Kenya extends avocado export ban indefinitely


Avocados for export. FILE PHOTO | NMG

The horticulture regulator has extended the ban on the export of Kenya’s popular avocado varieties to overseas markets to curb the harvesting of immature crop.

Head of Horticultural Crops Directorate (HCD) Benjamin Tito said the ban on Fuerte and Hass varieties will continue indefinitely.

The ban was placed on November 15, 2021, with exceptions given to exporters specialising on the Jumbo variety and those having off-season crop.

“The harvesting of Hass and Fuerte avocado varieties will remain suspended until further notice,” said Mr Tito.

He said exporters with the Jumbo variety, who are still allowed to ship out, will only do it by air and not sea with the weight expected to be at least 184 grammes for a single fruit.

Dealers and companies with off-season crop shall request verification for inspection from HCD regional offices in writing within 24 hours, a requirement that has been in place since November 15 last year.

The review on when the ban was to be lifted was conducted on January 18 to ascertain the status of the crop. Exporters had projected that the export market would be opened next month as it has been the tradition.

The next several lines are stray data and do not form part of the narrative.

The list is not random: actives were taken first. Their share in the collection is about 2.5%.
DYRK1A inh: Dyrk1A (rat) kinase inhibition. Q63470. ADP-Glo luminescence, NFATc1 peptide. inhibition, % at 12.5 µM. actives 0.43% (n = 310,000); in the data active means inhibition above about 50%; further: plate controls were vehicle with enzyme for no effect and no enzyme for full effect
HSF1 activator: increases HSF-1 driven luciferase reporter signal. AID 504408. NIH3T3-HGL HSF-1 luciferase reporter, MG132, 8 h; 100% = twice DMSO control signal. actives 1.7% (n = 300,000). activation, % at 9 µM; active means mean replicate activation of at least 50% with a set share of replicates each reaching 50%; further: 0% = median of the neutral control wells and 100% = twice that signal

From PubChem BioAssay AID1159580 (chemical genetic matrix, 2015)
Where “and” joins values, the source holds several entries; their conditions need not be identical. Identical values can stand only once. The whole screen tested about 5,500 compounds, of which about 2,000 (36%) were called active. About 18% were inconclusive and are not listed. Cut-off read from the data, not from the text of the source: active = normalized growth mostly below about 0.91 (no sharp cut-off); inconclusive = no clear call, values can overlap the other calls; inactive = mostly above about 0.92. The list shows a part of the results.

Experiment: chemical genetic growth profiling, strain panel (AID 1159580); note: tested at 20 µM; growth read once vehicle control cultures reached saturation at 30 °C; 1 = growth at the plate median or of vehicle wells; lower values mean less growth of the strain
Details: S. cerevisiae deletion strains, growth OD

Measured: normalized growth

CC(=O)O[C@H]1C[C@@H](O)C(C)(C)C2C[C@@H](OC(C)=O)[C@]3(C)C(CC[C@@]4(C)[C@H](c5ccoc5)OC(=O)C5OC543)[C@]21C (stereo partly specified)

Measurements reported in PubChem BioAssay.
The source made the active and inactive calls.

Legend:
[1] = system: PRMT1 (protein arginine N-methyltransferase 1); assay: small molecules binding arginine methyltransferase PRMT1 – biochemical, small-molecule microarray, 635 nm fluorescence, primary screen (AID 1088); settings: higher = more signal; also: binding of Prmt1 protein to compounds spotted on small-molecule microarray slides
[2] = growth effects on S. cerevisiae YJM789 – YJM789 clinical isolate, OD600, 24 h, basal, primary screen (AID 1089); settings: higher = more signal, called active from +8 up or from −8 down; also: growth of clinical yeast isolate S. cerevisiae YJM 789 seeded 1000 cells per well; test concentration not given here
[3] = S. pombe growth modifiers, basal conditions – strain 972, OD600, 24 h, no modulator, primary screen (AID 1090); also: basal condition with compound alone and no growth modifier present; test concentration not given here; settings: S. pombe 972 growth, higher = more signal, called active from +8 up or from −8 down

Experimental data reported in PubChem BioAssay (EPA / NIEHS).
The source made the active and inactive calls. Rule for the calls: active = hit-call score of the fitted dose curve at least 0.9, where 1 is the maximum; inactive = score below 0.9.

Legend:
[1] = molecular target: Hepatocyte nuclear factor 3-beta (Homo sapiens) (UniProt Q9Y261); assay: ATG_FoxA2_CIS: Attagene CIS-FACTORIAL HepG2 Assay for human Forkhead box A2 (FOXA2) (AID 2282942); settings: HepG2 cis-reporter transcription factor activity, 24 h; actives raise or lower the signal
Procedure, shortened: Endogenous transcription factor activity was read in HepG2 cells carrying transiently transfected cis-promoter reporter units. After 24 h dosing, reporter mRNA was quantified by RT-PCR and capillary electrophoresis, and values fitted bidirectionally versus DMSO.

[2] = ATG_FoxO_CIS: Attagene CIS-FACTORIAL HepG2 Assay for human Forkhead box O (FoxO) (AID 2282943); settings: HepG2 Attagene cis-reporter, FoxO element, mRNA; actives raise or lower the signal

“The directorate has been closely monitoring harvest trends, patterns and undertaking surveys to authenticate the maturity indices of the avocado fruit in the major production zones. The recent survey indicated that the main season crop is still immature,” Mr Tito said.

The move by the regulator is aimed at curbing harvesting of immature crop following previous rampant cases of traders picking young crops to capitalise on high prices of the commodity at the international market.

Avocado has been a major contributor of the earnings in the horticulture sector, raking in nearly half of the total returns from fruits.

Kenya’s avocado market in the Middle East was hit in 2018 following the export of immature crop to that continent.

The price of avocado to Dubai dropped by almost half in 2018 as exports of immature crop hit the value of the produce to that market.

The HCD indicated that the price of a unit of avocado dropped from 35 dirhams (Sh945) previously to 16 dirhams (Sh432) in that year.

The decline resulted from immature avocados that were being exported to Dubai by unscrupulous businessmen following high demand of fruit in the world market.

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